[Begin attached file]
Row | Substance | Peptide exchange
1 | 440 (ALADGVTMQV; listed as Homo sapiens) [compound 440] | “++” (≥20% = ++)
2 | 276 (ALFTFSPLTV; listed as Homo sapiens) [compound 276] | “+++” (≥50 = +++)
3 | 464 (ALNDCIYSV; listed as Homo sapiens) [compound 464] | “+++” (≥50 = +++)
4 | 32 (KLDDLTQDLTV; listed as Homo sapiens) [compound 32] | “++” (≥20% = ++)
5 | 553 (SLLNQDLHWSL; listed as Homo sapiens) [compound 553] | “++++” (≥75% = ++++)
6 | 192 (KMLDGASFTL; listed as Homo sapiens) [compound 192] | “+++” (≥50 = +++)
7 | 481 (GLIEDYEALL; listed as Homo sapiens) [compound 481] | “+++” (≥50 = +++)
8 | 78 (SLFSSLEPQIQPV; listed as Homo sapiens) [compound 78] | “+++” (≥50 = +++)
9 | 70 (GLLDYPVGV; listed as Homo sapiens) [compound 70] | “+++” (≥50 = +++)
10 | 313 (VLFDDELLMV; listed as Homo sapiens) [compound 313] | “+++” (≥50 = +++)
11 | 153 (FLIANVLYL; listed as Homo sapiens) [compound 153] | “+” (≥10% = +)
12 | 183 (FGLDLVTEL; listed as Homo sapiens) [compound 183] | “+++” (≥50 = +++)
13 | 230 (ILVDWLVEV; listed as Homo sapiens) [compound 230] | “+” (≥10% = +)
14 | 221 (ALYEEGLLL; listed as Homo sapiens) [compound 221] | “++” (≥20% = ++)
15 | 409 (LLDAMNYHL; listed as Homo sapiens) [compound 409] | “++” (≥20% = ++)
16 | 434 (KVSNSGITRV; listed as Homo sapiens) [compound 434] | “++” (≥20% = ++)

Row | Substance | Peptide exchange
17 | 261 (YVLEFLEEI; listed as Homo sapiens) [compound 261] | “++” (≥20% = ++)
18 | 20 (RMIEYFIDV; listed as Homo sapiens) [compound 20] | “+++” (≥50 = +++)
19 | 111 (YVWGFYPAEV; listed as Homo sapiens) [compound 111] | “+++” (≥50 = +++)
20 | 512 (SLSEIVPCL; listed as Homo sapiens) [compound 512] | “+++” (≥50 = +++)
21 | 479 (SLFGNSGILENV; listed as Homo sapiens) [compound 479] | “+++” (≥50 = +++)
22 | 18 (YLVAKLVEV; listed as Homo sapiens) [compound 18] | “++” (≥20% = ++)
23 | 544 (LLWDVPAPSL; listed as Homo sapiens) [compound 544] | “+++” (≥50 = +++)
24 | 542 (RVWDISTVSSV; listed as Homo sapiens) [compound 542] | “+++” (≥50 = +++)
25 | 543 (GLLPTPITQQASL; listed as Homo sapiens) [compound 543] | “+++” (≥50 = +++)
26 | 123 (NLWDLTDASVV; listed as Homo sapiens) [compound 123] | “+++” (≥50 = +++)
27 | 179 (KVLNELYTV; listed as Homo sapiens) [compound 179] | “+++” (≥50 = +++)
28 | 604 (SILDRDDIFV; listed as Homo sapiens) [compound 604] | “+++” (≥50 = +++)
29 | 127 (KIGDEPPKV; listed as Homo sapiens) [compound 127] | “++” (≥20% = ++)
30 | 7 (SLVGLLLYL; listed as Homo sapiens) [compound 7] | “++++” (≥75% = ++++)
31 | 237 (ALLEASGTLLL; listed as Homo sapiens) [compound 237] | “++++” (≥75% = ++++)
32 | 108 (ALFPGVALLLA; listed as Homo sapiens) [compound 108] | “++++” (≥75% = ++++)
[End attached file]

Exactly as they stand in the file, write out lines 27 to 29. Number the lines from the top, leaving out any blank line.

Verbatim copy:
25 | 543 (GLLPTPITQQASL; listed as Homo sapiens) [compound 543] | “+++” (≥50 = +++)
26 | 123 (NLWDLTDASVV; listed as Homo sapiens) [compound 123] | “+++” (≥50 = +++)
27 | 179 (KVLNELYTV; listed as Homo sapiens) [compound 179] | “+++” (≥50 = +++)